We have not been created to exist in isolation. Rather, the Bible constantly exhorts us to serve one another—and community is where this takes place. Galatians 5:13 says, “Serve one another humbly in love”, and 1 Peter 4:10 says, “Each of you should use whatever gift you have received to serve others, as faithful stewards of God’s grace in its various forms.”
Being in community has enabled me to put the needs of others before mine. It has allowed me to become more perceptive and aware of what fellow believers are going through and how I can help, encourage, or serve them in some way.
When my husband and I began attending a life group at our new church in Vancouver, we volunteered to host people in our one-bedroom apartment. Every week, we would have a potluck dinner together before Bible study.
This might sound very ordinary, but Canada is a lot larger than Singapore is, and some of our guests would drive for an hour to get to our home. Cheap food isn’t as available here compared to Singapore, so most of the time, people brought home-cooked food. I felt inspired by the time and commitment that this new group of friends showed amid their busy schedules.
Serving others by opening up our home every week and cooking for others—things I rarely did in Singapore—led me to think more deeply about how Jesus welcomed and ministered to so many strangers He encountered, and how table fellowship, where we come together despite differences in our cultural backgrounds and the jobs we hold, is crucial in our spiritual formation.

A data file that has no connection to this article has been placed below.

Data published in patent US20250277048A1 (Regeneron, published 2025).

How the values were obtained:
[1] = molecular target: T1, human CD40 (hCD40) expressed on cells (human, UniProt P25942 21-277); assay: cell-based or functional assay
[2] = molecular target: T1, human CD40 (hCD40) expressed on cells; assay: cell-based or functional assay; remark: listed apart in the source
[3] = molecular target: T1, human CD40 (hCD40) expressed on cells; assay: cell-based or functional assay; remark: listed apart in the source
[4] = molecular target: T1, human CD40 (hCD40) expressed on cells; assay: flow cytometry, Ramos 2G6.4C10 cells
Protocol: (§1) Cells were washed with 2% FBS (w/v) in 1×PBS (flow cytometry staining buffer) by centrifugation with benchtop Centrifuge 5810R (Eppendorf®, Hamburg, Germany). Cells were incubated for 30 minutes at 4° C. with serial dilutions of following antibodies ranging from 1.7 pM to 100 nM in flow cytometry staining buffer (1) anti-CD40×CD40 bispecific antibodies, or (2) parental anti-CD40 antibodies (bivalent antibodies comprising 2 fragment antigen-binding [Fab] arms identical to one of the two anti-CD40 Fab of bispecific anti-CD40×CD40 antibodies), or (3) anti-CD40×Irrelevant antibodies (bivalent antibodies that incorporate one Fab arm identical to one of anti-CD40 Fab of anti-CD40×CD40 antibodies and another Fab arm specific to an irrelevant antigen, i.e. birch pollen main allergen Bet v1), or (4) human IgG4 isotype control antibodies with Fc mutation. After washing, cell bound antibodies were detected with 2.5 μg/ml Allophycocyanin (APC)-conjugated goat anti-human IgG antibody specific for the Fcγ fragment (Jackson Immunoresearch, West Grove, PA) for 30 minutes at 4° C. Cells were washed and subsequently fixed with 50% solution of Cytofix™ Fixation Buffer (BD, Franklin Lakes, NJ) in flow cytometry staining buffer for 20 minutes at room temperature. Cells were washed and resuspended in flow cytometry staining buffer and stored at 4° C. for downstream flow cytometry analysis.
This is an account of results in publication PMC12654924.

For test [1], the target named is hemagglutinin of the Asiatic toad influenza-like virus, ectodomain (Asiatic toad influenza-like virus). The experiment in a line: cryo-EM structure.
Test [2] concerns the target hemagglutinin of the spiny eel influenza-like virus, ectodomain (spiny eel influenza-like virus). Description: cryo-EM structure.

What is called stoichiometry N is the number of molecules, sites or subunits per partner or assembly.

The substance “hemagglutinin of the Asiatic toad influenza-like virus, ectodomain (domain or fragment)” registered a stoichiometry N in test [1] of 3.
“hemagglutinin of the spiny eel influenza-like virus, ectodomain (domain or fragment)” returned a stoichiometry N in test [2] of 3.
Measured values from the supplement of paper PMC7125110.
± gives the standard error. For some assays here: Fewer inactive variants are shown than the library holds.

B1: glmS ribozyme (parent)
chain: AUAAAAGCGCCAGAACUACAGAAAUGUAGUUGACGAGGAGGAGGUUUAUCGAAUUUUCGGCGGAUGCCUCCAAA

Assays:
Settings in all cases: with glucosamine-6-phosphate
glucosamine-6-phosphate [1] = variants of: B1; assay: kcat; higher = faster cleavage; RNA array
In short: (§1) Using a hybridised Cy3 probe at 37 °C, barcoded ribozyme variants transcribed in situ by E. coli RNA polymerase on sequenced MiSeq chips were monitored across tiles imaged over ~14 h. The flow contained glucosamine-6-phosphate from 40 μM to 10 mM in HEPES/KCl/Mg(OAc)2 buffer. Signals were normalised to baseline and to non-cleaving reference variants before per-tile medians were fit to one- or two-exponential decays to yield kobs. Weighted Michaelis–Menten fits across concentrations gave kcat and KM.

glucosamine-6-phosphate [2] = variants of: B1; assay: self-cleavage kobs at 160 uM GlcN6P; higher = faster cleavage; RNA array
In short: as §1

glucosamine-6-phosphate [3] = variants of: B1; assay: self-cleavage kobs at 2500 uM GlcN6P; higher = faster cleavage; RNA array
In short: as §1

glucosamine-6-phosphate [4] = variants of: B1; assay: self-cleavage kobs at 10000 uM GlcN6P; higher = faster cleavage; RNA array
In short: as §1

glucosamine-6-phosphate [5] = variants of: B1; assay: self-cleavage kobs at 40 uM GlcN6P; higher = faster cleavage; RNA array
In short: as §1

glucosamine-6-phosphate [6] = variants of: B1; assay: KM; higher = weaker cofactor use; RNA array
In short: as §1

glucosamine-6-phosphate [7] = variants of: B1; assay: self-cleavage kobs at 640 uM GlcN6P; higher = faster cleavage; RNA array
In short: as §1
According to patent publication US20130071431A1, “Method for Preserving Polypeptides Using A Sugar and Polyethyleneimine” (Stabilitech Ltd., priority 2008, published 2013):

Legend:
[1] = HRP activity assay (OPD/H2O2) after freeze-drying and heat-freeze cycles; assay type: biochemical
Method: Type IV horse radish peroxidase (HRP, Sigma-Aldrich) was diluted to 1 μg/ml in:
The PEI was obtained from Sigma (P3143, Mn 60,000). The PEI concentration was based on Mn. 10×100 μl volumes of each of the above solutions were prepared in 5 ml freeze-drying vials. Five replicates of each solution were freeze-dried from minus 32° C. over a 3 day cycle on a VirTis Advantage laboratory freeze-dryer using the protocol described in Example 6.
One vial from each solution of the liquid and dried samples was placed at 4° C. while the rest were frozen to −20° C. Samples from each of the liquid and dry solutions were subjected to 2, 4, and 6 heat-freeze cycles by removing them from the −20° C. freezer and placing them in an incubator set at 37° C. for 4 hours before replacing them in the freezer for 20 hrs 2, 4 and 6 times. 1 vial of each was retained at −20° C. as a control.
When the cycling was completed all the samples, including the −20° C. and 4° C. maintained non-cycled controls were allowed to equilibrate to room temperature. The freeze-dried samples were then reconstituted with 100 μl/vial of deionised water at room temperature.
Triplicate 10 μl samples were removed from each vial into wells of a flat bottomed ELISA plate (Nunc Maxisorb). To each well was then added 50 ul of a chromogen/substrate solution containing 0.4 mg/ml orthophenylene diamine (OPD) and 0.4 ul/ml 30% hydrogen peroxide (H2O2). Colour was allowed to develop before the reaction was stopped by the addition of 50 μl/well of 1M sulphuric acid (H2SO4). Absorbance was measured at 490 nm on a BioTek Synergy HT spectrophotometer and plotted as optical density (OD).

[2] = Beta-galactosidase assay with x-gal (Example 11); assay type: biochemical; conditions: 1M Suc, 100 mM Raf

I’ve come to see how putting others’ needs before mine is liberating and joyful, enabling me to truly follow Christ’s footsteps and (hopefully) grow in humility, grace, and love.
Community edifies the church
As we engage in loving and serving one another and contributing to the common good, we strengthen the body of Christ (1 Corinthians 12:12) and spur one another on toward love and good deeds (Hebrews 10:24).
Whether it is preparing for a weekly bible study, whipping up a meal for a friend who is struggling, texting a word of encouragement to someone, or taking up a particular voluntary role in your church, every little action counts toward encouraging one another to become more and more Christ-like.
When we are intentional in building and investing in Christian community, we are able to live out God’s greatest commandment—to love Him with all our hearts, souls, minds, and strength, and to love our neighbours as ourselves (Mark 12:30-31).
Community is life-giving. It is humbling. It is faith-enlarging. And it is such a precious reminder of His love for each and every one of us, no matter how different or how broken we are.
Community has been my lifeline in times when my faith has been shaken or weakened. It has spurred me to walk closer with Jesus. And often, it is only when I am amongst others that my faith in God can be put into action.
For five years now, I have been blessed to journey with the life group we first hosted in our Vancouver apartment. We are a group of people who couldn’t be more different in age, ethnicity, and cultural background, but we gather week after week because of a shared desire to know God more. We have laughed, prayed, worshipped, and played loads of fun games together. Because of them, my Tuesday nights have become so very special.
Finding and becoming part of a community here has taken lots of time and effort, and it has entailed being very intentional and prayerful about building community in the city God has called me to be at this point in time (instead of, say, buying a plane ticket out!).
My prayer is that you, too, will enjoy being with a community of like-minded believers who will grow, challenge, and edify you as you seek and live out God’s purposes for your life.
This was originally published on the writer’s blog here. This version has been edited by YMI.